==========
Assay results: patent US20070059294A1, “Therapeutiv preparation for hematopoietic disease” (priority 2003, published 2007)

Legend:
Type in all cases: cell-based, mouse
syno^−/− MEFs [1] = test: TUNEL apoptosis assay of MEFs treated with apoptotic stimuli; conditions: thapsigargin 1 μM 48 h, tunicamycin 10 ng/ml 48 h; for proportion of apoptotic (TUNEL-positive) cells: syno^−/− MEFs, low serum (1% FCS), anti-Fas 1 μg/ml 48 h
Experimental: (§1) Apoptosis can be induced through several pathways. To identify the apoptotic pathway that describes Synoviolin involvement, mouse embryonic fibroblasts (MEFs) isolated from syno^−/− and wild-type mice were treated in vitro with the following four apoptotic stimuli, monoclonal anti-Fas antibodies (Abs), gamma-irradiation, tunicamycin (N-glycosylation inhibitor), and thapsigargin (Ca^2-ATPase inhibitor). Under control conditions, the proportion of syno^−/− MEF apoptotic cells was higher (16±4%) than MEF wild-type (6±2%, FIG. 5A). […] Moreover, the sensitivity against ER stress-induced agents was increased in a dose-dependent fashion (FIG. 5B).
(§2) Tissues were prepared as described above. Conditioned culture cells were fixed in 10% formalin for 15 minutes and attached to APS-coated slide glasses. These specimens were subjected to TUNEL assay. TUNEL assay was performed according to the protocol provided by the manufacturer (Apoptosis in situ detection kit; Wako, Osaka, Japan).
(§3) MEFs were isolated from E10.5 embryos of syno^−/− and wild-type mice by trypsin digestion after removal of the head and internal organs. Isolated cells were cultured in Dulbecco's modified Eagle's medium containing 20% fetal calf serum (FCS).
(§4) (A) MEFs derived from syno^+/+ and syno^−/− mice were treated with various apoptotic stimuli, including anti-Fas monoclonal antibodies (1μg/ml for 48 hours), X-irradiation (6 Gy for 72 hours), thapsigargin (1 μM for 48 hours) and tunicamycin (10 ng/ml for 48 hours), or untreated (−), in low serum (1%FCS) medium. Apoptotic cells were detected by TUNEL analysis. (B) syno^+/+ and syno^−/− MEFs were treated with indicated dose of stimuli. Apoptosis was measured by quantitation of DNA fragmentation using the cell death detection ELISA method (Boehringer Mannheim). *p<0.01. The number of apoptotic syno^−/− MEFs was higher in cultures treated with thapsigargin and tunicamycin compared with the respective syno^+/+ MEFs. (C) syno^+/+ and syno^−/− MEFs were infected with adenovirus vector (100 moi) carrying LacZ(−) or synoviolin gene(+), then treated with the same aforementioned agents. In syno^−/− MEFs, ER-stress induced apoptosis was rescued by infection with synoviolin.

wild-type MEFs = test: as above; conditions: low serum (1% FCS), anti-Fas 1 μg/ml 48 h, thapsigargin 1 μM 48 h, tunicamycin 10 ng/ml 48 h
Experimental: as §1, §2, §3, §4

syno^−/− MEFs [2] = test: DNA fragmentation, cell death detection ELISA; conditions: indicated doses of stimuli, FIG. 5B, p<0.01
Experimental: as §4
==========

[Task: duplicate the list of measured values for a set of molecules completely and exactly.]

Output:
Assay results: patent US20070059294A1, “Therapeutiv preparation for hematopoietic disease” (priority 2003, published 2007)

Legend:
Type in all cases: cell-based, mouse
syno^−/− MEFs [1] = test: TUNEL apoptosis assay of MEFs treated with apoptotic stimuli; conditions: thapsigargin 1 μM 48 h, tunicamycin 10 ng/ml 48 h; for proportion of apoptotic (TUNEL-positive) cells: syno^−/− MEFs, low serum (1% FCS), anti-Fas 1 μg/ml 48 h
Experimental: (§1) Apoptosis can be induced through several pathways. To identify the apoptotic pathway that describes Synoviolin involvement, mouse embryonic fibroblasts (MEFs) isolated from syno^−/− and wild-type mice were treated in vitro with the following four apoptotic stimuli, monoclonal anti-Fas antibodies (Abs), gamma-irradiation, tunicamycin (N-glycosylation inhibitor), and thapsigargin (Ca^2-ATPase inhibitor). Under control conditions, the proportion of syno^−/− MEF apoptotic cells was higher (16±4%) than MEF wild-type (6±2%, FIG. 5A). […] Moreover, the sensitivity against ER stress-induced agents was increased in a dose-dependent fashion (FIG. 5B).
(§2) Tissues were prepared as described above. Conditioned culture cells were fixed in 10% formalin for 15 minutes and attached to APS-coated slide glasses. These specimens were subjected to TUNEL assay. TUNEL assay was performed according to the protocol provided by the manufacturer (Apoptosis in situ detection kit; Wako, Osaka, Japan).
(§3) MEFs were isolated from E10.5 embryos of syno^−/− and wild-type mice by trypsin digestion after removal of the head and internal organs. Isolated cells were cultured in Dulbecco's modified Eagle's medium containing 20% fetal calf serum (FCS).
(§4) (A) MEFs derived from syno^+/+ and syno^−/− mice were treated with various apoptotic stimuli, including anti-Fas monoclonal antibodies (1μg/ml for 48 hours), X-irradiation (6 Gy for 72 hours), thapsigargin (1 μM for 48 hours) and tunicamycin (10 ng/ml for 48 hours), or untreated (−), in low serum (1%FCS) medium. Apoptotic cells were detected by TUNEL analysis. (B) syno^+/+ and syno^−/− MEFs were treated with indicated dose of stimuli. Apoptosis was measured by quantitation of DNA fragmentation using the cell death detection ELISA method (Boehringer Mannheim). *p<0.01. The number of apoptotic syno^−/− MEFs was higher in cultures treated with thapsigargin and tunicamycin compared with the respective syno^+/+ MEFs. (C) syno^+/+ and syno^−/− MEFs were infected with adenovirus vector (100 moi) carrying LacZ(−) or synoviolin gene(+), then treated with the same aforementioned agents. In syno^−/− MEFs, ER-stress induced apoptosis was rescued by infection with synoviolin.

wild-type MEFs = test: as above; conditions: low serum (1% FCS), anti-Fas 1 μg/ml 48 h, thapsigargin 1 μM 48 h, tunicamycin 10 ng/ml 48 h
Experimental: as §1, §2, §3, §4

syno^−/− MEFs [2] = test: DNA fragmentation, cell death detection ELISA; conditions: indicated doses of stimuli, FIG. 5B, p<0.01
Experimental: as §4